Q&A: Franck Simon, managing director, France-IX

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01 March 2016

France-IX's managing director Franck Simon tells Capacity why its peering points in Paris and Marseille serve as a crucial gateway for the Middle East. Additionally, he explains how the company plans to meet increasing demand in the region for gaming.

What have been the highlights and key developments in the Middle East for France-IX in the past year?  

The past year has seen some fantastic growth for France-IX. We opened a second PoP in Marseille, upgraded our chassis to allow 100Gbps ports and, just yesterday, we announced our 300th member, GulfSat Madagascar. With this addition we are continuing to expand our network beyond France and so strengthen our position as the leading digital gateway to the Middle East as well as Africa. 

What makes the Middle East a strategically important market for France-IX?FranckSimon300px

We have a strong community already connected in Paris and we have also Marseille which acts as a gateway for Middle East, where a number of deep sea cables from the Middle East (and from all around the world) land - SEA-ME-WE 4 and AAE-1 among others (and soon to be joined by the news SEA-ME-WE 5 cable, which will add 24Tbps. It also means that Marseille is the preferred location for operators across the Middle East to connect to operators in Europe and beyond because it offers higher speed access to content than from other European locations. 

We are not providing capacity on our own to interconnect Paris and Marseille, as they are two differentiated IXPs, and we consider it is not an IXP’s role to provide long-haul connectivity. However we are working on partnerships with operators to make sure a network can easily connect to both Paris and Marseille (bundle offer), or can connect in one city and also reach the other one through such operators, which will make it even easier for Middle Eastern operators to access content from our members. It is an exciting time.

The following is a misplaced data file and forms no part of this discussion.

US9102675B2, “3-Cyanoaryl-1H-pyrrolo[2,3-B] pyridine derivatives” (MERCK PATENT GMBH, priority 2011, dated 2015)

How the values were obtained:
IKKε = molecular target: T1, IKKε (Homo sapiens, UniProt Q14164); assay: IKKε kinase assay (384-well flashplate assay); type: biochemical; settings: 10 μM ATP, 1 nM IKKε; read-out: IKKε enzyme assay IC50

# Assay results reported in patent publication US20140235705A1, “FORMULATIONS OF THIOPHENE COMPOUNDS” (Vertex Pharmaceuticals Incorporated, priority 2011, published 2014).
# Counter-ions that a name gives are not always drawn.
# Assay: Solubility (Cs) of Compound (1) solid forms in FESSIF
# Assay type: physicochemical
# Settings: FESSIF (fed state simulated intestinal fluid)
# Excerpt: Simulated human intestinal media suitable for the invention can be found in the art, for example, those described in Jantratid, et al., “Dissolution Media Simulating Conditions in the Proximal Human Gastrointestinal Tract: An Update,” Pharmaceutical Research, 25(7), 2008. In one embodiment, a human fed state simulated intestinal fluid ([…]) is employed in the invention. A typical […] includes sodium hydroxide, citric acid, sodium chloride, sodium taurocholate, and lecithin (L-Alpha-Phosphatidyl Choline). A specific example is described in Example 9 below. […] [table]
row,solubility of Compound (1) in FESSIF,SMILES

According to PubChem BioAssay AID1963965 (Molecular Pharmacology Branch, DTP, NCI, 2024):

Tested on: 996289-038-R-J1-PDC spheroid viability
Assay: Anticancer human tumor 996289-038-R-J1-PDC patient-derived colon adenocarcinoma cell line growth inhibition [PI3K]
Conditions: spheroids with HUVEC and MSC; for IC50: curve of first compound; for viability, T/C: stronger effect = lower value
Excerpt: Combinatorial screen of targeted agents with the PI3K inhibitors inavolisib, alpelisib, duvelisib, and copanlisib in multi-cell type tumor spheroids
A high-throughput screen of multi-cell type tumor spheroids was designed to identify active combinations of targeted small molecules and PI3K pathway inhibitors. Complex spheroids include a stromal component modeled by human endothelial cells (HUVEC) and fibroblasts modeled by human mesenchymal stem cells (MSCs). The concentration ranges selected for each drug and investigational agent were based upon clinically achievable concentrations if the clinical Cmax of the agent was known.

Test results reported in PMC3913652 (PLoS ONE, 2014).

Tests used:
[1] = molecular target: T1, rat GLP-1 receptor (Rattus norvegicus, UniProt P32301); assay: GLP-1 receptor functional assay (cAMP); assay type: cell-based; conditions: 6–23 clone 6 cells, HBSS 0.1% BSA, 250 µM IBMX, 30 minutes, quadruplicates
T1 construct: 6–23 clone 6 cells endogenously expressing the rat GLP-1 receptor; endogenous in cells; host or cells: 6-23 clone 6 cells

What are your strategic priorities for the Middle East in 2016 and what announcements can we expect from France-IX in the region this year? 

We have a wish list of around 30 Middle Eastern operators that we would like to work with. Hopefully 2016 will see us make a number of news announcements that a good many of these have joined our community. 

How has demand from service providers in the region evolved in recent years and how does France-IX aim to meet those demands this year?

Middle Eastern operator demand is very specific. They have been accessing content from CDNs for some time and now the new consumer demand is for gaming. This means there is a high expectation for gaming connectivity and so operators are interested in improving their access to online gaming providers. We aim to meet this demand by enabling our community of gaming peers in Paris, which is growing fast, to also connect at Marseille. This will then make them much more attractive to Middle Eastern service providers because access to gaming services and video streaming will be much faster for end users in the region. 

What are the major trends in the Middle Eastern market and how is France-IX planning to capitalise on those?

As mentioned, the demand in the Middle Eastern market at the moment is for gaming so we are working towards improving the connection between our gaming members and Marseille and by extension the Middle Eastern operators. We are also working on connecting additional French eyeballs (networks that focus on provision of internet access to the end-user) in Marseille. In future, it will be interesting to see if the trend follows the European model of moving from a demand for CDN content, to gaming and then on to cloud. We would also, of course, love to see a growing trend for peering but from what we can see, they are not ready for either cloud or peering yet. However, as peering does develop, we might expect to see more interest in cloud services and requests to connect with the many cloud service provider members at France-IX.

Topics: Franck Simon, France-IX, Middle East, gaming, Marseille, Paris, peering, CDN, content


 

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